Android Catches Up With Year Old iPhone 5s By Getting Its Very First 64-bit Processor

Last year’s announcement and subsequent release of the iPhone 5s brought quite a few surprises along with it. Sure, we suspected long before the September showcasing that it would include a fingerprint sensor, gold color configuration and several other such treats, but even though we anticipated the customary processor bump, the 64-bit architecture of the Apple A7 caught everybody off-guard. It was a first in the smartphone industry, and while we expect the iPhone 6 to follow suit sometime next month, it also won’t be too long before Android L releases adopt 64-bit SoCs as standard.

Prominent chip maker NVIDIA has just unveiled the new “Denver” mobile processor, a variant of the ubiquitous Tegra K1 chip, and will, in the not-so-distant future, bring 64-bit processing to Android handsets across the industry.

Tegra 64 bit

Although Apple’s 64-bit A7 was treated with a fair dose of significance on the consumer side, chip makers descended into full-scale panic, having been hit with a curve-ball that it simply did not see coming. The Cupertino company’s ability to keep everything under wraps meant that the iPhone 5s has yet to face a 64-bit competitor, and with a year having passed, NVIDIA is finally pushing the envelope along with several competitors.

Denver is actually a combination of the Kepler GPU and a brand-new 64-bit dual-core CPU, and with ARMv8 compatibility, could prove a popular choice for a large portion of Android vendors.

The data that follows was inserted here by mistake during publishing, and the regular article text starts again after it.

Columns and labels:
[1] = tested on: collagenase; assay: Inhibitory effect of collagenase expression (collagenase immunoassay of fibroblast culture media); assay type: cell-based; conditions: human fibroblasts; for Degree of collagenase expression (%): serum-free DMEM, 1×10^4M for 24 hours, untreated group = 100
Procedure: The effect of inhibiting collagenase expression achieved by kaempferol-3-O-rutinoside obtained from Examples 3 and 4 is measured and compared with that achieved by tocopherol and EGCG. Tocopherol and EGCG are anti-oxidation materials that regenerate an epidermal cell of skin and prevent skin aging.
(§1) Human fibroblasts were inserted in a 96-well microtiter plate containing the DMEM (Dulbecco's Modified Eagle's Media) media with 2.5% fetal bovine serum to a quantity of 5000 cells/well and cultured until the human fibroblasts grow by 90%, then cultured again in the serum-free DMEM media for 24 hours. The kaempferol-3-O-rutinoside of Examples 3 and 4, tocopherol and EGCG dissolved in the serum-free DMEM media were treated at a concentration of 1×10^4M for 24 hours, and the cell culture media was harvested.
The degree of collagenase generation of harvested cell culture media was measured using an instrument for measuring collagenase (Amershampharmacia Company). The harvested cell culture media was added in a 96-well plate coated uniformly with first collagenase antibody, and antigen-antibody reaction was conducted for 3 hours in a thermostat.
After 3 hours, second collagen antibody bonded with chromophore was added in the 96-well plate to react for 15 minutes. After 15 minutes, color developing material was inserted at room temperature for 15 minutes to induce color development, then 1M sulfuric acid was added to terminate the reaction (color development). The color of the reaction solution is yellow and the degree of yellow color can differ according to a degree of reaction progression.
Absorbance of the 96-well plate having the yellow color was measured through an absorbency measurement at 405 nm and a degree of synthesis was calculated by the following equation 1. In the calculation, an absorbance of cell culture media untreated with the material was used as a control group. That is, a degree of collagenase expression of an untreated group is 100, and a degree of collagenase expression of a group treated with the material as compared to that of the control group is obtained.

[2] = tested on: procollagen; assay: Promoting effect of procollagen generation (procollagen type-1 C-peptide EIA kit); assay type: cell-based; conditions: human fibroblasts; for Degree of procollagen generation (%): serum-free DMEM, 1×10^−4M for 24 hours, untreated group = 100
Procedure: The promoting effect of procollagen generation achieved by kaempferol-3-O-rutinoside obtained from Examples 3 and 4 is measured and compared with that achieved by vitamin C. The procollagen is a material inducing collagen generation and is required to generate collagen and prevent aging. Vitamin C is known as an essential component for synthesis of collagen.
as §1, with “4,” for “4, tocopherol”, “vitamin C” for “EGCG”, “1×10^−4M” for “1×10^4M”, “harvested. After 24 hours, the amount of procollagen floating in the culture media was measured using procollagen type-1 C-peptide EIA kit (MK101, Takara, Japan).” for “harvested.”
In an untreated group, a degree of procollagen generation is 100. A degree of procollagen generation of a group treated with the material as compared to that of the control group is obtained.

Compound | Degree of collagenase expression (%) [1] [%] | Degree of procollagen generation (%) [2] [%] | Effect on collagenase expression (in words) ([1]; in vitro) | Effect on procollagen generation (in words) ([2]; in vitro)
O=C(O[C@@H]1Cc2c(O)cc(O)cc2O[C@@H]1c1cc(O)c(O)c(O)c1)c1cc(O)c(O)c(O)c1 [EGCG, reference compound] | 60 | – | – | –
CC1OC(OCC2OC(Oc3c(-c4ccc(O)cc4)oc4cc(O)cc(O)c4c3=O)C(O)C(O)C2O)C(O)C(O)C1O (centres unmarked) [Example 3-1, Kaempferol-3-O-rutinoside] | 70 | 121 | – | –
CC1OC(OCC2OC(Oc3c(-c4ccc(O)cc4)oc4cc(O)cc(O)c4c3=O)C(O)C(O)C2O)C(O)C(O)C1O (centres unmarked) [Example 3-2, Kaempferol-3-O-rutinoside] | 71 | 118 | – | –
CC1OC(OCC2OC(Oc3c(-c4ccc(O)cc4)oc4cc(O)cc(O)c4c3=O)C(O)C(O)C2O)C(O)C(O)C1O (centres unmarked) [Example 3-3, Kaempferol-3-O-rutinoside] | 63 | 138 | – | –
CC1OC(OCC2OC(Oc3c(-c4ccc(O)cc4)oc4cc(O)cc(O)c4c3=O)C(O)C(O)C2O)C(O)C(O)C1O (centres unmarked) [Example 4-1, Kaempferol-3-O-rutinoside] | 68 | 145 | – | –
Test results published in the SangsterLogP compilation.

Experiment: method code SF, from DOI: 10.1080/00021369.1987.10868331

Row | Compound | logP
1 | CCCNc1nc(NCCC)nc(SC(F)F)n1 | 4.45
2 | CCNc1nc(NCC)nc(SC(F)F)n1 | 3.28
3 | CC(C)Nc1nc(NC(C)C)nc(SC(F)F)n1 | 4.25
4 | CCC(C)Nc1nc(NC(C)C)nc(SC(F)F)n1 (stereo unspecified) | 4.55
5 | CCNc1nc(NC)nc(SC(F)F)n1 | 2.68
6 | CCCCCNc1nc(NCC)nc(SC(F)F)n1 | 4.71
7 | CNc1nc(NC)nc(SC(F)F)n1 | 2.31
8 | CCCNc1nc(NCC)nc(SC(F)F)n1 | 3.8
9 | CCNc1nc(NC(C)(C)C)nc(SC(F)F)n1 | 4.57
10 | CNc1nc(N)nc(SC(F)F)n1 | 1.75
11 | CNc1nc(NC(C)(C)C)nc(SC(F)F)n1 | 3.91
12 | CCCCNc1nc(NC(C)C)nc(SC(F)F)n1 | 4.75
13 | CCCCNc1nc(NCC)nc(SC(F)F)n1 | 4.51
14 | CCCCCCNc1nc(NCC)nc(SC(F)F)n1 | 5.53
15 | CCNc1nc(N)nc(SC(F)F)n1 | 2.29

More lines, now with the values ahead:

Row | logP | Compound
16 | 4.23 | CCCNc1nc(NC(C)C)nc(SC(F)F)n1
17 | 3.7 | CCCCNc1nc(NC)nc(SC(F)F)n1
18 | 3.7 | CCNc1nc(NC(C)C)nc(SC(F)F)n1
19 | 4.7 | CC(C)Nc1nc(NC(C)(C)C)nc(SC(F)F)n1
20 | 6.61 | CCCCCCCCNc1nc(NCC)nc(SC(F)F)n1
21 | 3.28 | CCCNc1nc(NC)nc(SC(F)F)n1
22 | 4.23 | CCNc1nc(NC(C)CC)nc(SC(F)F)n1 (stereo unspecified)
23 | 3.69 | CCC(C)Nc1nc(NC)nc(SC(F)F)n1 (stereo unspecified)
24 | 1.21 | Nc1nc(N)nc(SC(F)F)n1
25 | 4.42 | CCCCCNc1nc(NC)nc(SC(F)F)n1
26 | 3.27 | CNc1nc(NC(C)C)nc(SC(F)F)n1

Mustering seven operations per clock cycle – one more than the Apple A7 and four more than the 32-bit K1 – the potential bump in performance is particularly significant, and although we’ve yet to establish which devices will get first dibs, we’re certainly looking forward to seeing which companies will be stepping up to the plate.


NVIDIA is working with the very latest Android L builds to ensure that users get the very most out of the new K1, and although it’ll almost certainly be the first 64-bit ARM Android chip, it certainly won’t be the last. Qualcomm is also undertaking similar efforts to bring the 64-bit Snapdragon 410 and 610 before the end of this year, and so even if NVIDIA does beat its rival to the draw, Qualcomm’s strong presence in the mobile industry will ensure mass adoption of these new Snapdragon SoCs as well.

(Source: NVIDIA)

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